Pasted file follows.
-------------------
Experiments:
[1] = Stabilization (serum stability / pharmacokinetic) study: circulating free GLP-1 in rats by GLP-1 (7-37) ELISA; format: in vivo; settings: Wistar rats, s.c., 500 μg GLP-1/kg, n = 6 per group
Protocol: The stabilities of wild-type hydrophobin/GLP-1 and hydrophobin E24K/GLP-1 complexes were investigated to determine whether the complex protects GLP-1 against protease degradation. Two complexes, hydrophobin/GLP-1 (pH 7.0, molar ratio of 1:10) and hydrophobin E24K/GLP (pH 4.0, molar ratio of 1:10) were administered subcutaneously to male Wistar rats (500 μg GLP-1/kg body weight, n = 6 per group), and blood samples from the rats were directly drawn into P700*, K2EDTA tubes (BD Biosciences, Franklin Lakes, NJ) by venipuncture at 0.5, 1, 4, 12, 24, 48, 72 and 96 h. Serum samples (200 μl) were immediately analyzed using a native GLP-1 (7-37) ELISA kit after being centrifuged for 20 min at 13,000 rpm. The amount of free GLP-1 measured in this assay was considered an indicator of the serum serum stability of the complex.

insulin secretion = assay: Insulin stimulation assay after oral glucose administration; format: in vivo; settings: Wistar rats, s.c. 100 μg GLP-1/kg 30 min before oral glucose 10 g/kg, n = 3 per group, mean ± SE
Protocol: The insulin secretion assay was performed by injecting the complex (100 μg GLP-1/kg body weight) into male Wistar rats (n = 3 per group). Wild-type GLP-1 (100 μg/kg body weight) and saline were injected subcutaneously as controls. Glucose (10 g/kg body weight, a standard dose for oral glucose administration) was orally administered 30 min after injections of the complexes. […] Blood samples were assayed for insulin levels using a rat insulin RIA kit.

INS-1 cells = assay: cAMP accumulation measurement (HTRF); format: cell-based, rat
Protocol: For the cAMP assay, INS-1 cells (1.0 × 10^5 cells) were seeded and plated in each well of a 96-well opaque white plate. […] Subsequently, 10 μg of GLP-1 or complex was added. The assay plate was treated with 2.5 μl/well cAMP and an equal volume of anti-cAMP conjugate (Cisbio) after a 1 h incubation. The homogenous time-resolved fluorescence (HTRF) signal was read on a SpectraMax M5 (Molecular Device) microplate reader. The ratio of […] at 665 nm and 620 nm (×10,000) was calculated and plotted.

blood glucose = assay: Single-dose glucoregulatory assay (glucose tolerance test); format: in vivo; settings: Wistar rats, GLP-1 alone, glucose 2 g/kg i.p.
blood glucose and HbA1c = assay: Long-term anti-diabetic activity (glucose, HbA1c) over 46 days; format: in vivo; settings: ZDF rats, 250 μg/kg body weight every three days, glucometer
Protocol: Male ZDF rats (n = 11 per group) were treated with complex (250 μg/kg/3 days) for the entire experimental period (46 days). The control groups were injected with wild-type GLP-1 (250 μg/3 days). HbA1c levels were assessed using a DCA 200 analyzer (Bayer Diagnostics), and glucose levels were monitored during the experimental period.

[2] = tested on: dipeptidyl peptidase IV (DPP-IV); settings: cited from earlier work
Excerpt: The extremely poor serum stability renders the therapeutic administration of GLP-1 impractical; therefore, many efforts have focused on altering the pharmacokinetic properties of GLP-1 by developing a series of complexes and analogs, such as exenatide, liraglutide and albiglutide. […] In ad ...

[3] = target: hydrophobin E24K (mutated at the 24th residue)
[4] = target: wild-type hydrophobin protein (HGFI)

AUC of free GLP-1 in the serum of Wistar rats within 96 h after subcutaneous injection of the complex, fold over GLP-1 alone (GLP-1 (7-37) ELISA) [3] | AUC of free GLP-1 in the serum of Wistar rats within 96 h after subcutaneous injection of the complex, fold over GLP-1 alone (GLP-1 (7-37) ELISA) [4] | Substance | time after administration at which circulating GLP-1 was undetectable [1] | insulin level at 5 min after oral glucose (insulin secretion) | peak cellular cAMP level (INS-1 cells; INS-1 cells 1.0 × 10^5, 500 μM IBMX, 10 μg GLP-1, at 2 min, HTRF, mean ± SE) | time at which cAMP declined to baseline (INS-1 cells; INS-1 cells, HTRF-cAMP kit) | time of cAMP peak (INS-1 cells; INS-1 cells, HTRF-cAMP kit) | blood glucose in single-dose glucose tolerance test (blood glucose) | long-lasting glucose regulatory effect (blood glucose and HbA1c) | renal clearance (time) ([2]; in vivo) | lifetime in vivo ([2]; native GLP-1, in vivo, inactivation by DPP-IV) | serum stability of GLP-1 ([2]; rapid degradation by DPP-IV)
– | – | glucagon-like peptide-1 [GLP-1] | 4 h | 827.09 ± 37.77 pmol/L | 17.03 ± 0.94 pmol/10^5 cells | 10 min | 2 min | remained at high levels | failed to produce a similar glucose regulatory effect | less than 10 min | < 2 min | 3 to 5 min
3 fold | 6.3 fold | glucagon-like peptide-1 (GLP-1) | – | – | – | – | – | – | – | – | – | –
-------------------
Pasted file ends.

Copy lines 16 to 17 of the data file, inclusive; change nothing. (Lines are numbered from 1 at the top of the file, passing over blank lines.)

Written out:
– | – | glucagon-like peptide-1 [GLP-1] | 4 h | 827.09 ± 37.77 pmol/L | 17.03 ± 0.94 pmol/10^5 cells | 10 min | 2 min | remained at high levels | failed to produce a similar glucose regulatory effect | less than 10 min | < 2 min | 3 to 5 min
3 fold | 6.3 fold | glucagon-like peptide-1 (GLP-1) | – | – | – | – | – | – | – | – | – | –